Refugees resettled near village of Holzdorf deep in German forestland say there is limited interaction with public, mutual feelings of distrust

Britons Divided Over Bombing IS

Surveys show Europeans generally support more military action against Islamic State militants, but sizable opposition exists in Britain

Russia Blacklists Soros Foundations as 'Undesirable'

Russian officials add Soros groups to a list of foreign and international organizations banned from giving grants to Russian partners

This forum has been closed.
Comment Sorting
by: Terry from: VI
May 12, 2013 1:35 PM
No wonder obama praised the election earlier today.

by: justinphilpot
May 12, 2013 1:26 PM
ain't our business, with draw you nose.

by: pr aguillen
May 12, 2013 1:14 PM
How can any other country take the USA serious about elections when there were was fraud in American elections when they voted for obummer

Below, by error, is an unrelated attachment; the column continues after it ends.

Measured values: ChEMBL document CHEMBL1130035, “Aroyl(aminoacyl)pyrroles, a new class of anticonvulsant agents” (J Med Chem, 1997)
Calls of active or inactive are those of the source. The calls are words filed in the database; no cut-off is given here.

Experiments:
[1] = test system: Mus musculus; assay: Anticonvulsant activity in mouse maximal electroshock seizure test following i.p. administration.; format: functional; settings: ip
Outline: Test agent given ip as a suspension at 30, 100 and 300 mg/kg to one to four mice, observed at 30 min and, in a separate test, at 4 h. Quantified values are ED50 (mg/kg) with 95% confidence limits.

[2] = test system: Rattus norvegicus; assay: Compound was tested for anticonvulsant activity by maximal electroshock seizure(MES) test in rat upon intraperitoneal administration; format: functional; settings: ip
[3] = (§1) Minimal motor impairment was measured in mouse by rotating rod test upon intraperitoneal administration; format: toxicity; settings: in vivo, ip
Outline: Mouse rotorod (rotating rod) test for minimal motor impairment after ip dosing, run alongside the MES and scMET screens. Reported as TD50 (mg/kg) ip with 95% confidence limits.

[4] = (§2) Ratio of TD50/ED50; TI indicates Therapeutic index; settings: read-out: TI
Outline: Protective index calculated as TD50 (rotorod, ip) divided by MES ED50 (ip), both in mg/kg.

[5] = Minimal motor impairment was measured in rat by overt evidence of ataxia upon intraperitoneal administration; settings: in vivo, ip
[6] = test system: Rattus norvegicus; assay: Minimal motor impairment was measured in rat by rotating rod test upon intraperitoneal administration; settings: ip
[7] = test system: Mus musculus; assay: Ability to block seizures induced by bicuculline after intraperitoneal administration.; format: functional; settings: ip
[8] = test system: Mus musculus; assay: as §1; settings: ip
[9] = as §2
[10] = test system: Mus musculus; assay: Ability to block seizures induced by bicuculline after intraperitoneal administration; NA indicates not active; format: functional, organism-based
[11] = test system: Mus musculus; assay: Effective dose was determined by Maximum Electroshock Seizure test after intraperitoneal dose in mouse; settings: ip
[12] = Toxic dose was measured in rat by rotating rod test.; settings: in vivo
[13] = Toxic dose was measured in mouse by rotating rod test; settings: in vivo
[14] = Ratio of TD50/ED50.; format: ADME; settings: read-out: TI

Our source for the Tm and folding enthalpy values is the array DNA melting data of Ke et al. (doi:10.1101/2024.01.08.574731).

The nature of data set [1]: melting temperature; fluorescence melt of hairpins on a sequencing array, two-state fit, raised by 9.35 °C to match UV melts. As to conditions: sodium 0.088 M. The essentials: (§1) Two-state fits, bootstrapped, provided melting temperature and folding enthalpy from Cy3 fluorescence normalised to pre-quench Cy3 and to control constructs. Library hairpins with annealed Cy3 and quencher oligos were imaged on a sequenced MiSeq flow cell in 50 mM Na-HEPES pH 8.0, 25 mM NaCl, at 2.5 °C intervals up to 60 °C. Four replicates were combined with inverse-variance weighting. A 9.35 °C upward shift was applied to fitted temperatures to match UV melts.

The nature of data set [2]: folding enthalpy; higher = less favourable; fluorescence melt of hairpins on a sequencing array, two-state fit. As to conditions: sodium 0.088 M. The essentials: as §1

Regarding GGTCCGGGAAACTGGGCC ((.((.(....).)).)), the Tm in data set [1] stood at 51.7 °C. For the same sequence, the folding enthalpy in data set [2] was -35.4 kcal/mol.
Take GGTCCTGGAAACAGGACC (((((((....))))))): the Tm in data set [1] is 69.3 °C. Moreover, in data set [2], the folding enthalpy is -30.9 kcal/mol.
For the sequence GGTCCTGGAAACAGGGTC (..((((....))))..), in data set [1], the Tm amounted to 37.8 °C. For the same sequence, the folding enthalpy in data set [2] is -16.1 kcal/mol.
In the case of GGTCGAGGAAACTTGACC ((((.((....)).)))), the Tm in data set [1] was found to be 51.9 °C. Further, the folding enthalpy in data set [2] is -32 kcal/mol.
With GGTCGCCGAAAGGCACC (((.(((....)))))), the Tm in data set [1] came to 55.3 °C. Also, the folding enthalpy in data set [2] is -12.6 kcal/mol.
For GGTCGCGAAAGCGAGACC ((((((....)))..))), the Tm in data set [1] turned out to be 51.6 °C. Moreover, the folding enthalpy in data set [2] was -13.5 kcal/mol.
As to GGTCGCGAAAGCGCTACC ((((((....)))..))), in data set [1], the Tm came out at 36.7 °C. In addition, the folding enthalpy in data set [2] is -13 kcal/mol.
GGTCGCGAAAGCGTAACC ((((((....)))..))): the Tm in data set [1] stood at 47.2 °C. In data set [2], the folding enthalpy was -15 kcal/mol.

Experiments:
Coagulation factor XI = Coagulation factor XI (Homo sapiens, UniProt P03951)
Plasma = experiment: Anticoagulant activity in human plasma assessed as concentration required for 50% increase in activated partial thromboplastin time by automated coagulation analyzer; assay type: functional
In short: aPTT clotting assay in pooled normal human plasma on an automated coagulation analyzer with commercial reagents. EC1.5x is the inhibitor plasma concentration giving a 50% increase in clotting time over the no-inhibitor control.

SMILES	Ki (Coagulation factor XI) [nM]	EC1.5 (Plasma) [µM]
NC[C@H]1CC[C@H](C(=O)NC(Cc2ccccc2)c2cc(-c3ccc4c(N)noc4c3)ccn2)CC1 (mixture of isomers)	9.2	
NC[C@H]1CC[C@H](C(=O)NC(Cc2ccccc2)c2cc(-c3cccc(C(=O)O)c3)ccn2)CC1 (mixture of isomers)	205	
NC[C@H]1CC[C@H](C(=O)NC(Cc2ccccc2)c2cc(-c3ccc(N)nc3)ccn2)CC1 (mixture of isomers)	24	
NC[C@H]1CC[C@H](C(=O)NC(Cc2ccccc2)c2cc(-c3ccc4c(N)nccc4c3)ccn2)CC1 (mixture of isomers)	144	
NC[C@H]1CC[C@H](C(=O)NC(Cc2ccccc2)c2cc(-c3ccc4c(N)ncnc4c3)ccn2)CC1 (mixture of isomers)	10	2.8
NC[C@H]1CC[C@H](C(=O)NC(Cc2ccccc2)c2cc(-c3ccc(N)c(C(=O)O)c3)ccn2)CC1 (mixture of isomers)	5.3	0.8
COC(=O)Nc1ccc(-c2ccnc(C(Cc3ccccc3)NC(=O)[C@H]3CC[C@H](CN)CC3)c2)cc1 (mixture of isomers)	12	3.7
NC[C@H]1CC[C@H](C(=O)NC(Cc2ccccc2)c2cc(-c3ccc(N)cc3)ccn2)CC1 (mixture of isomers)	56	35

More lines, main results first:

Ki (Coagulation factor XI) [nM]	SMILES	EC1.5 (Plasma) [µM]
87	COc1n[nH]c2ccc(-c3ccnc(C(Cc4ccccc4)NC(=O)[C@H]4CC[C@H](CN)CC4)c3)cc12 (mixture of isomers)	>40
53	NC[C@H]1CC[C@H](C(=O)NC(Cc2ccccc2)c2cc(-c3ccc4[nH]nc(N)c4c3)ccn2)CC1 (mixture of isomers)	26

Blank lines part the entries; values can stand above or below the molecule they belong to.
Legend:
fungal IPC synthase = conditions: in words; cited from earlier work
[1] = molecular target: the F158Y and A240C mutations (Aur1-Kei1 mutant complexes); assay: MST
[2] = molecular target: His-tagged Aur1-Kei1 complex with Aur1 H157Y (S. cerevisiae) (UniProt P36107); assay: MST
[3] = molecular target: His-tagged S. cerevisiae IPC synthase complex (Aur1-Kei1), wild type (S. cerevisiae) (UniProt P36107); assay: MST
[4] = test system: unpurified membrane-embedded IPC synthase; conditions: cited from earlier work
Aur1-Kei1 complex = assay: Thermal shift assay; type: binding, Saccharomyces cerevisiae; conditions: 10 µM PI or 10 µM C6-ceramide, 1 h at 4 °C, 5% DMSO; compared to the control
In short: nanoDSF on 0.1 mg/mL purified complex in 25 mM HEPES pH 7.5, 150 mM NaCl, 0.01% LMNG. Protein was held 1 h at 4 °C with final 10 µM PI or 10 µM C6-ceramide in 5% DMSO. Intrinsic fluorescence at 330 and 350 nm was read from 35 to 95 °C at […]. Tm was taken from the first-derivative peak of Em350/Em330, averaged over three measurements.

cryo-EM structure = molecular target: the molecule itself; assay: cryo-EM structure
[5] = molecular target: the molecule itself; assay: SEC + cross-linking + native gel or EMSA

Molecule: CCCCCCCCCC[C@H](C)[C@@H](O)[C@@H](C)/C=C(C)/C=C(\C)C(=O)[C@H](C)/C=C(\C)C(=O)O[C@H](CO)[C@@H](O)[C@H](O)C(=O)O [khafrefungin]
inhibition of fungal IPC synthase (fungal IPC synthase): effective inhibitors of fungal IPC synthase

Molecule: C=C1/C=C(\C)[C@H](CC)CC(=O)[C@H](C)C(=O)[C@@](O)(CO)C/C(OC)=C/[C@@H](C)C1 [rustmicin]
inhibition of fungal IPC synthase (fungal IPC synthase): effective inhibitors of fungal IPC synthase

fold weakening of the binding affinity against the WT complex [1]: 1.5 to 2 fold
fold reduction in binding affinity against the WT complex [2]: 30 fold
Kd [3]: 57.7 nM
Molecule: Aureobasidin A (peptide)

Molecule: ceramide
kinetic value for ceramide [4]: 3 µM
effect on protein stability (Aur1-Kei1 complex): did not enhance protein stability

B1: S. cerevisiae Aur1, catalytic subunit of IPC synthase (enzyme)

by: Truth will Prevail from: California
May 12, 2013 1:13 PM
Similar to the fraud we had in our elections in the do we really know that OBAMA is our true that we know his and the thugs that bought the IRS and other fraudulent organizations

Featured Videos

Your JavaScript is turned off or you have an old version of Adobe's Flash Player. Get the latest Flash player.
With HIV, Can We Get to Zero?i
Carol Pearson
November 29, 2015 1:23 PM
The theme of this year's World AIDS Day is "Getting to Zero." The U.N. says new HIV infections have been reduced by 35 percent since 2000 and AIDS-related deaths are down by 42 percent since the peak in 2004. VOA's Carol Pearson takes a look at what it might take to actually have an AIDS-free generation.

Video With HIV, Can We Get to Zero?

The theme of this year's World AIDS Day is "Getting to Zero." The U.N. says new HIV infections have been reduced by 35 percent since 2000 and AIDS-related deaths are down by 42 percent since the peak in 2004. VOA's Carol Pearson takes a look at what it might take to actually have an AIDS-free generation.

Video Political Motives Seen Behind Cancelled Cambodian Water Festival